He even avoids bearing a grudge towards his own murderer, knowing that it is all fated, and that death itself is of no consequence. The vital clue that the novel as taking place frozen time is found in Vonnegut’s introduction, in which he says, “This is a novel somewhat in the telegraphic schizophrenic manner of tales of the planet Tralfamadore, where the flying saucers come from” (Ibid, title page). The tales told on that distant planet take place in static time, and by pointing out this similarity the author is acknowledging the existence of dynamic time, which the Trafalmadorians deny.
Regarding this weird theory, there is ample evidence that what is told about the aliens is nothing more than a figment of Billy’s imagination, and that much of the novel is from the point of view of a severely disturbed mind. It is his own fixity in time which he tries to rationalize with his tales of the aliens. The description of the aliens as upside down toilet plungers is laughable, and this is a clue from the author that we are not supposed to believe in them and their outlandish concept of time.
Even though Billy is portrayed as a weakling, readers should not judge his fatalism as abnormal, or his ideas about time as merely the products of an unsettled imagination. Vonnegut is passing judgment on the ethos of the human age, and readers know this because the world accepts Billy’s revelations in the end, also, because the narrative is rooted in the Second World War. This is the event that finally shatters the notion of “progress” as in the eighteenth century Enlightenment.
The consequence of the two world wars is the paralysis of cultural will, and this is captured through Billy’s fantastic notion of time, also rooted in the Second World War. Billy’s particular circumstance, allied with his curious nature, allows him to come to vital understanding that he lives in an age of stagnancy. But even though the novel is mainly concerned with depicting the human age, there are also enough clues that point to the way out of this nightmare. For example, Vonnegut, in his own character in the novel, talks about its composition to his publisher in Chapter 1, and says, “People aren’t supposed to look back.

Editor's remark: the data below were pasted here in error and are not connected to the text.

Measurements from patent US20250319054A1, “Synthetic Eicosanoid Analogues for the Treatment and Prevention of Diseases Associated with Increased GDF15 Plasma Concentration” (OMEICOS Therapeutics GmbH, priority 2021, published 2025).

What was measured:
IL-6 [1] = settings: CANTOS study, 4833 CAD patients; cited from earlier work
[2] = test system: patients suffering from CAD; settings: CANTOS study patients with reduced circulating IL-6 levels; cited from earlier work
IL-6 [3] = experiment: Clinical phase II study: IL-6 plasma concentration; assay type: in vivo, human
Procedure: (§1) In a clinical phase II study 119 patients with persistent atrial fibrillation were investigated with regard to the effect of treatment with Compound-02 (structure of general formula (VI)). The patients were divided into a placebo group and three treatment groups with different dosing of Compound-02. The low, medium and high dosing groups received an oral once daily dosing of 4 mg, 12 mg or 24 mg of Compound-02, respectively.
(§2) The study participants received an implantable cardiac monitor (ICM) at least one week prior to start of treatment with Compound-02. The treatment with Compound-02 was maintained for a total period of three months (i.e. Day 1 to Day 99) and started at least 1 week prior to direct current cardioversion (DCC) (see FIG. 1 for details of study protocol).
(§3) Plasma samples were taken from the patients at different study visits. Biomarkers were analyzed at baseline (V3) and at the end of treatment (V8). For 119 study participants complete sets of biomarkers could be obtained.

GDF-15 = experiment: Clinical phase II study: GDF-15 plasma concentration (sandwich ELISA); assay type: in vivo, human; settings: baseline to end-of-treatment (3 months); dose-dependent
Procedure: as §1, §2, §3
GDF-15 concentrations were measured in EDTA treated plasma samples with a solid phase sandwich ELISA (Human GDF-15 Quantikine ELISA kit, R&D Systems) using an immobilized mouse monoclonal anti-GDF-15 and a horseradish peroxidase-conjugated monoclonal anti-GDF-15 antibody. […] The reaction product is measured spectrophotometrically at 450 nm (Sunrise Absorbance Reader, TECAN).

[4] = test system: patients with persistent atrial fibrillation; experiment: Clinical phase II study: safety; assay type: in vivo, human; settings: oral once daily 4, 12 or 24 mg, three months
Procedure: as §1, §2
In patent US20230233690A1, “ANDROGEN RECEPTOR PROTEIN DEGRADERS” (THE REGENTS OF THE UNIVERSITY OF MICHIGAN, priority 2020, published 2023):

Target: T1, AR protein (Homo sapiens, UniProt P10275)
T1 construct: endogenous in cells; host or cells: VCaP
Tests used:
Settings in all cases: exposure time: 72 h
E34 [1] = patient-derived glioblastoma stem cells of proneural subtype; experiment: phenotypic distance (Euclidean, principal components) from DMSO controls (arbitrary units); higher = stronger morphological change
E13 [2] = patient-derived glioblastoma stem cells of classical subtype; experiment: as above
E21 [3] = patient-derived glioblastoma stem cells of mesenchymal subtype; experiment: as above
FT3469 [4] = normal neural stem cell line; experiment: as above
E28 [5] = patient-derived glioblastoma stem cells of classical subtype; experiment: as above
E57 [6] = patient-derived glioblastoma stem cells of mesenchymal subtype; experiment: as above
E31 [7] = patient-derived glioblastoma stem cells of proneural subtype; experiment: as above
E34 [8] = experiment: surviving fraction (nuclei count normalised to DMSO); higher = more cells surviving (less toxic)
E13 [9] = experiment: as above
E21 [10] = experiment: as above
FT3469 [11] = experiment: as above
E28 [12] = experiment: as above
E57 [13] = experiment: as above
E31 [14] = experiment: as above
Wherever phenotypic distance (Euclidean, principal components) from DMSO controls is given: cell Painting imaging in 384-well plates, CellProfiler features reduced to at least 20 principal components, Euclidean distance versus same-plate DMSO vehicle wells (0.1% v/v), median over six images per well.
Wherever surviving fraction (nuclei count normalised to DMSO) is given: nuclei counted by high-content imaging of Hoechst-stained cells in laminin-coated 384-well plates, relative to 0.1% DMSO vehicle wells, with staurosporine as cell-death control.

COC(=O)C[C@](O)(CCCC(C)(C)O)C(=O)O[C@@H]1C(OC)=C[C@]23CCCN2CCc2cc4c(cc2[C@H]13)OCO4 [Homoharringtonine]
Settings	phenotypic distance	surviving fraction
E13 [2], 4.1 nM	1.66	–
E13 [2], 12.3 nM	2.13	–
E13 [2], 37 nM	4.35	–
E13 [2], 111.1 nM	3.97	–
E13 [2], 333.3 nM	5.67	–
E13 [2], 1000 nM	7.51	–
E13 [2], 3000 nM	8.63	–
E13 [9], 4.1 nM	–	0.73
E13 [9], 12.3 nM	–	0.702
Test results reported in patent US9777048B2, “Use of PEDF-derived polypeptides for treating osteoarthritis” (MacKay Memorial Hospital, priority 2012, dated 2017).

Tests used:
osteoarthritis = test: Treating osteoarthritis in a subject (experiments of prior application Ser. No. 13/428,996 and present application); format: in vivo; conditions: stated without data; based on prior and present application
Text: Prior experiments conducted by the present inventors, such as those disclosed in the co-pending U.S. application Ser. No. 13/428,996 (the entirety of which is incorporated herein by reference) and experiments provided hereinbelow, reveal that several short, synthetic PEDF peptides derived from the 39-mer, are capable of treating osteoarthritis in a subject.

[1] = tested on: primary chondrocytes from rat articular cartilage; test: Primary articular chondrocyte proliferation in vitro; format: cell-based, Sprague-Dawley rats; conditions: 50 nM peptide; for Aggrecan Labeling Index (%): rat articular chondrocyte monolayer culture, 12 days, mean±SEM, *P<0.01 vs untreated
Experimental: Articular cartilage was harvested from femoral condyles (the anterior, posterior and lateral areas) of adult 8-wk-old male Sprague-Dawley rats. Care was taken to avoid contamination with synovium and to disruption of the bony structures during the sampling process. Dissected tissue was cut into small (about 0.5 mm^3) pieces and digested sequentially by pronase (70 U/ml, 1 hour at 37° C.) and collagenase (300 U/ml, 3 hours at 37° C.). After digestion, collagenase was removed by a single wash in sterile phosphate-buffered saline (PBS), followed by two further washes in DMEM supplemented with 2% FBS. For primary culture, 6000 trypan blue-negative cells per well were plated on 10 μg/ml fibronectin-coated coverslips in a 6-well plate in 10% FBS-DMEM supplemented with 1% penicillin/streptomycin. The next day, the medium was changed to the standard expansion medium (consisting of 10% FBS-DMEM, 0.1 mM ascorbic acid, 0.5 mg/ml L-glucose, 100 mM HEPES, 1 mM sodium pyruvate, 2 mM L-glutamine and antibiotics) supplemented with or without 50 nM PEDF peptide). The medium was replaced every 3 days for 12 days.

I’m certainly not going to do it anymore. I’ve finished my war book now. The next one I write is going to be fun. This one is a failure, and had to be, since it was written by a pillar of salt (28). ” Whatever deep secrets it conveys, the novel is declared to be a failure, and Vonnegut admits that he too is subject to frozen time in writing such a novel, describing himself as “a pillar of salt”. The reference in to Lot’s wife, who is described in Genesis as turning into a pillar of salt because she chose to look back with attachment to the incinerating city of Sodom. Looking back is made to be the most fatal destroyer of the will.